September 3, 2020 – Facebook has taken down 453 Facebook accounts, 103 pages, 78 groups and 107 Instagram accounts from Pakistan during a crackdown on inauthentic behaviour. According to Facebook’s monthly Coordinated Inauthentic Behaviour (CIB) Report, the network suspended in Pakistan was the biggest network in the world that has been taken down by Facebook in August 2020.
The report highlights that since it began publishing the report, Facebook has taken down over 100 networks engaged in coordinated inauthentic behaviour on the platform from around the world. Facebook takes these decisions based on the analysis of coordinated efforts to manipulate public debate for a strategic goal where fake accounts are central to the operation.
It further defines the two tiers of CIB activities that the platform works to stop:
- coordinated inauthentic behaviour in the context of domestic, non-government campaigns and,
- coordinated inauthentic behaviour on behalf of a foreign or government actor.
The recent report highlights that it has taken action against three networks from the US, Russia and Pakistan. Facebook took down a small network of 13 accounts and 2 pages based in Russia, and 55 Facebook accounts, 42 pages and 36 Instagram accounts linked to a US-based strategic communication firm, the significant number of accounts that were taken down based on their inauthentic behaviour originated from Pakistan with a total of 453 Facebook accounts, 103 pages, 78 groups and 107 Instagram accounts indicating the magnitude of the situation of mis and disinformation in the country.
Internet Observatory, a cyber policy centre at Stanford University, investigated into the behaviour of these accounts before the network was taken down by Facebook. Their research found that most of the accounts in this network were engaged in mass reporting to silence critics of Islam and Pakistan.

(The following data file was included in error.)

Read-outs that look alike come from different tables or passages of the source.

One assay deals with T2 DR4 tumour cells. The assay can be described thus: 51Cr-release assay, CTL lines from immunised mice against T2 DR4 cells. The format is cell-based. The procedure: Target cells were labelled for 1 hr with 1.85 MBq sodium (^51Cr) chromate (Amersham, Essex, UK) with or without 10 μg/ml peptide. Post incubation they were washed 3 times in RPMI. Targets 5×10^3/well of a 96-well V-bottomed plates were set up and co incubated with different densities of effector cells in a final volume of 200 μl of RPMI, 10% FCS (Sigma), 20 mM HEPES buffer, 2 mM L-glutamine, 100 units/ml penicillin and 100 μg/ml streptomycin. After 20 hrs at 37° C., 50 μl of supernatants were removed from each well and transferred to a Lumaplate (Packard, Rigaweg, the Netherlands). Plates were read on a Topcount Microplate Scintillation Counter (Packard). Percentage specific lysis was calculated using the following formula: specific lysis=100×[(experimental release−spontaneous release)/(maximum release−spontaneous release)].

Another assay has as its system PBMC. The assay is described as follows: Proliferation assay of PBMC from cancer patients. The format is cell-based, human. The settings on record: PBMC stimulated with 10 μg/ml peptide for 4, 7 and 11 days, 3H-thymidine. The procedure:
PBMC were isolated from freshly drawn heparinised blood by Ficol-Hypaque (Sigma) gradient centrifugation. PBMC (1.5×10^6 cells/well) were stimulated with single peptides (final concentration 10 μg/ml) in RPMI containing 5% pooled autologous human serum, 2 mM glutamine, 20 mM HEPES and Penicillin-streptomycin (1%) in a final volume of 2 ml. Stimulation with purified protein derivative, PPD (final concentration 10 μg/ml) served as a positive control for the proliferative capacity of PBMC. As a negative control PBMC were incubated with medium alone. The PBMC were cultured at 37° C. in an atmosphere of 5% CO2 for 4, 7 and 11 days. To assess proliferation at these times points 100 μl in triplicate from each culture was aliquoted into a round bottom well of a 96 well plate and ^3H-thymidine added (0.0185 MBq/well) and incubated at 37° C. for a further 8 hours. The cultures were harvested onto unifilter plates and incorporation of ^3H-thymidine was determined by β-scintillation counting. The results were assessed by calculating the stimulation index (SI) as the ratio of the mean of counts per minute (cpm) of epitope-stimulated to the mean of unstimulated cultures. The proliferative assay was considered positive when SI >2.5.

The report mentions, “The network encouraged users to mass-report accounts that were critical of Islam and the Pakistani government, and in some cases accounts that were part of the Ahmadi religious community.”
Strangely, the report also indicated that “The network also had messaging praising the Pakistani military, along with some Indian military fan Pages and Groups of unclear purpose.”
The report found that accounts and pages targeted by the network were based in Pakistan and India, with most content being published by the accounts engaged in Urdu, Hindi, Punjabi and English. The Internet Observatory report also found that the recent crackdown on the network from Pakistan had 70,000 followers of at least one of the pages, and 1.1 million users belonged to at least one group in the network.
The report highlights that the recently suspended network used a Google Chrome extension that allowed them to open multiple tabs at once to mass report content critical of the government and Islam. The Internet Observatory report further mentions that, “Many Pages and Groups posted Pakistani nationalist content, praising the Inter-Services Intelligence (ISI, Pakistan’s intelligence agency) and ruling Pakistan Tehreek-e-Insaf (PTI) party.”
Hija is a Programs Manager at Media Matters for Democracy. She combines her experience in digital rights in Pakistan to lead digital rights and internet governance advocacy of MMfD. She tweets at @hijakamran